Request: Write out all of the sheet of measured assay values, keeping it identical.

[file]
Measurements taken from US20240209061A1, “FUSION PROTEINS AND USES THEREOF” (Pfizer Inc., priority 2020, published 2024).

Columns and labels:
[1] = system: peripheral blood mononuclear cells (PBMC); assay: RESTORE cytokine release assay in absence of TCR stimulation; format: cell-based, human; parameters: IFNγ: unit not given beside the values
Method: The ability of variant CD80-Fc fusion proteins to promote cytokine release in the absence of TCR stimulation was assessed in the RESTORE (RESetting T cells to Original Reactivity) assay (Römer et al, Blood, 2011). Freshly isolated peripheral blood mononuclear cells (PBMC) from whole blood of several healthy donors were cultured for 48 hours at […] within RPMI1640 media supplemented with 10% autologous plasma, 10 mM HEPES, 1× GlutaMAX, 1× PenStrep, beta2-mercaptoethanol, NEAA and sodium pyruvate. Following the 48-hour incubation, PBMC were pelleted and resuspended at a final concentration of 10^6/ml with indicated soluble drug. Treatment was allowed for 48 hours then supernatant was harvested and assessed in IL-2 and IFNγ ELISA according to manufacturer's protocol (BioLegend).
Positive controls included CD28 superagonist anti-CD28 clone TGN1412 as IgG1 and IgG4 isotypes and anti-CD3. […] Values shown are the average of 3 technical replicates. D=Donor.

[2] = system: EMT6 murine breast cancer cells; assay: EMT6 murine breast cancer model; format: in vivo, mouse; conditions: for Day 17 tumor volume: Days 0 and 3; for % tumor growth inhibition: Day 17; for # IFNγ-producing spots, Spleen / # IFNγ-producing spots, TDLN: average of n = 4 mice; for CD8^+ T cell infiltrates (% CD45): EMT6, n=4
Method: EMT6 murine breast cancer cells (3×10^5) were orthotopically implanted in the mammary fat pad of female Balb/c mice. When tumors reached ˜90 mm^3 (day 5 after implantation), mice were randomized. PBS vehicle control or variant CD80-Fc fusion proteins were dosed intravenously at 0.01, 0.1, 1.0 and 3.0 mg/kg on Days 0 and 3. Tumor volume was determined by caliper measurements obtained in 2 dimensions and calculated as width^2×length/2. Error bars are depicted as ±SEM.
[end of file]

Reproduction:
Measurements taken from US20240209061A1, “FUSION PROTEINS AND USES THEREOF” (Pfizer Inc., priority 2020, published 2024).

Columns and labels:
[1] = system: peripheral blood mononuclear cells (PBMC); assay: RESTORE cytokine release assay in absence of TCR stimulation; format: cell-based, human; parameters: IFNγ: unit not given beside the values
Method: The ability of variant CD80-Fc fusion proteins to promote cytokine release in the absence of TCR stimulation was assessed in the RESTORE (RESetting T cells to Original Reactivity) assay (Römer et al, Blood, 2011). Freshly isolated peripheral blood mononuclear cells (PBMC) from whole blood of several healthy donors were cultured for 48 hours at […] within RPMI1640 media supplemented with 10% autologous plasma, 10 mM HEPES, 1× GlutaMAX, 1× PenStrep, beta2-mercaptoethanol, NEAA and sodium pyruvate. Following the 48-hour incubation, PBMC were pelleted and resuspended at a final concentration of 10^6/ml with indicated soluble drug. Treatment was allowed for 48 hours then supernatant was harvested and assessed in IL-2 and IFNγ ELISA according to manufacturer's protocol (BioLegend).
Positive controls included CD28 superagonist anti-CD28 clone TGN1412 as IgG1 and IgG4 isotypes and anti-CD3. […] Values shown are the average of 3 technical replicates. D=Donor.

[2] = system: EMT6 murine breast cancer cells; assay: EMT6 murine breast cancer model; format: in vivo, mouse; conditions: for Day 17 tumor volume: Days 0 and 3; for % tumor growth inhibition: Day 17; for # IFNγ-producing spots, Spleen / # IFNγ-producing spots, TDLN: average of n = 4 mice; for CD8^+ T cell infiltrates (% CD45): EMT6, n=4
Method: EMT6 murine breast cancer cells (3×10^5) were orthotopically implanted in the mammary fat pad of female Balb/c mice. When tumors reached ˜90 mm^3 (day 5 after implantation), mice were randomized. PBS vehicle control or variant CD80-Fc fusion proteins were dosed intravenously at 0.01, 0.1, 1.0 and 3.0 mg/kg on Days 0 and 3. Tumor volume was determined by caliper measurements obtained in 2 dimensions and calculated as width^2×length/2. Error bars are depicted as ±SEM.